COVID-19 deaths show black female bias

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Among COVID-19 deaths in the United States, minorities are over-represented (Yancy 2020) while women are under-represented (Peckam et al. 2020). Looking at the intersection between race and gender, we discover a black female bias: while black men are affected as much as white men, black women are more affected than white women, and this is due to their status. lower socio-economic. The first and hardest hit by the pandemic were black women employed as frontline workers who commute by public transport from historically red blocs.

In a new article (Bertocchi and Dimico 2021), we take advantage of extremely detailed, individual-level and georeferenced data on daily deaths in the United States from COVID-19 and other causes provided by the County Medical Examiner of Cook, Illinois, the county that includes the Chicago metro area. The information includes race and ethnicity among a wide range of other individual characteristics such as gender, age, pre-existing conditions and georeferenced home address. This analysis is based on data up to September 15, 2020, covering the first wave of the outbreak in Cook County. Figure 1 shows the spatial distribution of COVID-19 deaths recorded since March 16, 2020, the day the first COVID-19 death was recorded. We overlay the boundaries of the census block groups on the map.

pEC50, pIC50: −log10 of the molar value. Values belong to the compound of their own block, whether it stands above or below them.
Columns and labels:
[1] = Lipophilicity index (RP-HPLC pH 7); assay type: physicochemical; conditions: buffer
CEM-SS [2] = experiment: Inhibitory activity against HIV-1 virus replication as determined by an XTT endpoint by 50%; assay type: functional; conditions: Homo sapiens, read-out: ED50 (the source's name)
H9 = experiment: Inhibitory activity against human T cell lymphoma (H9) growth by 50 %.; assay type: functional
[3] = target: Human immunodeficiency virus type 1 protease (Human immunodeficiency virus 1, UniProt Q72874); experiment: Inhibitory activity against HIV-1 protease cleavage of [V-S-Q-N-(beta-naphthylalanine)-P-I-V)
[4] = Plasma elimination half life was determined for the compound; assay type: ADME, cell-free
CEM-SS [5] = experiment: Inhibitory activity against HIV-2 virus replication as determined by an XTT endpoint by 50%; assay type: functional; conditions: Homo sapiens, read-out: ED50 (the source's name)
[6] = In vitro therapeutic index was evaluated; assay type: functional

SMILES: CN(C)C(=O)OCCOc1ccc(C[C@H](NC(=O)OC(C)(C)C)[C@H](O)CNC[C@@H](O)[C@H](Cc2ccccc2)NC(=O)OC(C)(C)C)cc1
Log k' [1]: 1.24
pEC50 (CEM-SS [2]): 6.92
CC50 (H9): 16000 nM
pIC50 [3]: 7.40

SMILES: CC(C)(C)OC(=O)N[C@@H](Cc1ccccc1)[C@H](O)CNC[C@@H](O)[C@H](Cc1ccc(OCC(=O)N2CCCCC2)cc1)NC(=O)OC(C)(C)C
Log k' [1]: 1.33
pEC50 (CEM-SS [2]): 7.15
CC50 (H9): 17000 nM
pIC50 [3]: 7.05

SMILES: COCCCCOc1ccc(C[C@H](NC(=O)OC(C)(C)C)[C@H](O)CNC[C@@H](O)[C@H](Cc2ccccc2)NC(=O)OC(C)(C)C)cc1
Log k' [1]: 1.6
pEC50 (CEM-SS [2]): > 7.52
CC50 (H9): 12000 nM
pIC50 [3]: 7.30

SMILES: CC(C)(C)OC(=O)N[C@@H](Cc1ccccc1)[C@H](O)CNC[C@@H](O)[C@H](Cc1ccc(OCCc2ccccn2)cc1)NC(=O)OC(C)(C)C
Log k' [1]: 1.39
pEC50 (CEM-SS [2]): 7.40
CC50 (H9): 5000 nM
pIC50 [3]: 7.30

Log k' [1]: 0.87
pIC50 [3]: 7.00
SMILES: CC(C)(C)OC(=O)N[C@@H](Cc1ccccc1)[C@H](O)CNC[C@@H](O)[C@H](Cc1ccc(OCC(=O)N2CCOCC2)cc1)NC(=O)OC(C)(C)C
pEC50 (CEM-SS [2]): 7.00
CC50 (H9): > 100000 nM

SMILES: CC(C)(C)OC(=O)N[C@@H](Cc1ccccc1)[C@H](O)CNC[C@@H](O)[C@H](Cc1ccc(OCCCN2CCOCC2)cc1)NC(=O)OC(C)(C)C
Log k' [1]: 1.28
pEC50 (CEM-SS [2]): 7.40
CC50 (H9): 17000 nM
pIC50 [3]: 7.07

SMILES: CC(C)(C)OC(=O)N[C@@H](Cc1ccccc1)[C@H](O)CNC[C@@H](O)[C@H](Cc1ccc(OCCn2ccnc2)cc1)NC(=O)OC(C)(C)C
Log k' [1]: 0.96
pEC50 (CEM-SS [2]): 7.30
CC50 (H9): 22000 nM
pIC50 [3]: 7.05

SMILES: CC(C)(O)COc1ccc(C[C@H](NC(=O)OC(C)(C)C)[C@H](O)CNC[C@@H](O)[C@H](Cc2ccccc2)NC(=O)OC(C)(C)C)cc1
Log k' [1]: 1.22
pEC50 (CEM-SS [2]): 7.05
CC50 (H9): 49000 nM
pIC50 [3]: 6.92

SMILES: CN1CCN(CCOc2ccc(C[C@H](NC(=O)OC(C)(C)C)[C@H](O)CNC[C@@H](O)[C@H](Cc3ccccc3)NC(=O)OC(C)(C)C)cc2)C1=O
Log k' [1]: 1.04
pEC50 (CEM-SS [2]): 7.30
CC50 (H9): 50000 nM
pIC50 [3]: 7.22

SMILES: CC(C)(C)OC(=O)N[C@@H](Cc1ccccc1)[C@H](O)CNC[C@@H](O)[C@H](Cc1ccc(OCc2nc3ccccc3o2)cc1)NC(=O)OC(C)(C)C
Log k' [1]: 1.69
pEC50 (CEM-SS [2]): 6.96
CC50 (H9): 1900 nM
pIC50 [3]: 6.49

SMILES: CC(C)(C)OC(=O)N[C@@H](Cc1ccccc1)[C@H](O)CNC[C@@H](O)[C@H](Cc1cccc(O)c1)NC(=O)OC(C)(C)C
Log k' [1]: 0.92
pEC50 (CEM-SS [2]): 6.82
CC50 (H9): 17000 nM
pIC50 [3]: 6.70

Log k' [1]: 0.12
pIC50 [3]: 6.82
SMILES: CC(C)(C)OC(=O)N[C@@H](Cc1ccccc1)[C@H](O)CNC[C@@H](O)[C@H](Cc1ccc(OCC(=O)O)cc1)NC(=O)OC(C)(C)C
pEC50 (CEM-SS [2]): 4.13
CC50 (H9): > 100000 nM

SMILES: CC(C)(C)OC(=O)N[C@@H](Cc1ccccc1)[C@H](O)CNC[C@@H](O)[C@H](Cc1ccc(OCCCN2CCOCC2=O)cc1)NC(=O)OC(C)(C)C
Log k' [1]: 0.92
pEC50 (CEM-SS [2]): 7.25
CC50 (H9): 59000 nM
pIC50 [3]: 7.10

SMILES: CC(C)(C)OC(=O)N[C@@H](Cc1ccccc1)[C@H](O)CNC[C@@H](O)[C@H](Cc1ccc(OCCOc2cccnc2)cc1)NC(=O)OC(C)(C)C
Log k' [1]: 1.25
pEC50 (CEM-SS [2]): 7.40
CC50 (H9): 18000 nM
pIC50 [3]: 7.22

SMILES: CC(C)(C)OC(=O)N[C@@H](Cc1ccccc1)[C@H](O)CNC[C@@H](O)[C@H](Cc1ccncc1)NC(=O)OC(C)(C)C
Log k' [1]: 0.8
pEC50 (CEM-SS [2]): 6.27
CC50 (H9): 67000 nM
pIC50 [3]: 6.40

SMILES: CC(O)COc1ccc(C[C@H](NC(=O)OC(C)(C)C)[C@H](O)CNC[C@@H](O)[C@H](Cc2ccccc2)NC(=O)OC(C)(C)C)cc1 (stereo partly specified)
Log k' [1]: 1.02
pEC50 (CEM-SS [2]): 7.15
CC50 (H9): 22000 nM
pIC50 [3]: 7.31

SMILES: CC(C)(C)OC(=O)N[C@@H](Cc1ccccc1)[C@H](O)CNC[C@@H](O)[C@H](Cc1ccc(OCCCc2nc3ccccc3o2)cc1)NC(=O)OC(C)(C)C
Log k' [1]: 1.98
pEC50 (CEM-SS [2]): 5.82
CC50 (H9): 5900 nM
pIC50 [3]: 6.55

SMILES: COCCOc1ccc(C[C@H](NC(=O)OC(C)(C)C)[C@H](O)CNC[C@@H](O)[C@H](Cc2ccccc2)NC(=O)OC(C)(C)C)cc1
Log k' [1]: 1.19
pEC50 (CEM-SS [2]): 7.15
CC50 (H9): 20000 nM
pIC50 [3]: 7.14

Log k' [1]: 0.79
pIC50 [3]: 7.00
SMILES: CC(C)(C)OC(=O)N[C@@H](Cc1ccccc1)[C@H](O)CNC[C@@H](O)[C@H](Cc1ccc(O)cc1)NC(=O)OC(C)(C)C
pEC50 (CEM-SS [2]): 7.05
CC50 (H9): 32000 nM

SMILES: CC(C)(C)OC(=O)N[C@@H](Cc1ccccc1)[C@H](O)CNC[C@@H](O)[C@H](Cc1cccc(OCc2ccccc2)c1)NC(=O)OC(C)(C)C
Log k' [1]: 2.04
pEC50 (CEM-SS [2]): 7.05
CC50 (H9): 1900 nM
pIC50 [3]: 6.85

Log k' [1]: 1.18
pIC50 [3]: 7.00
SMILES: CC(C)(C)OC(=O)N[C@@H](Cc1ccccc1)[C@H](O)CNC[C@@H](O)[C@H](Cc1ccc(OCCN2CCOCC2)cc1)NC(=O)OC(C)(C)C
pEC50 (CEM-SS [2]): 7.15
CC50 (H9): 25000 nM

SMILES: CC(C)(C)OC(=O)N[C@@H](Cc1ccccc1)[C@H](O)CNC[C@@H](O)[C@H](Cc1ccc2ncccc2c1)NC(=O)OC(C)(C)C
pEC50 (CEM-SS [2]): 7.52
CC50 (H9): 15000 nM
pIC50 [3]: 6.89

Figure 1 COVID-19 Deaths in Cook County, March 16 to September 15, 2020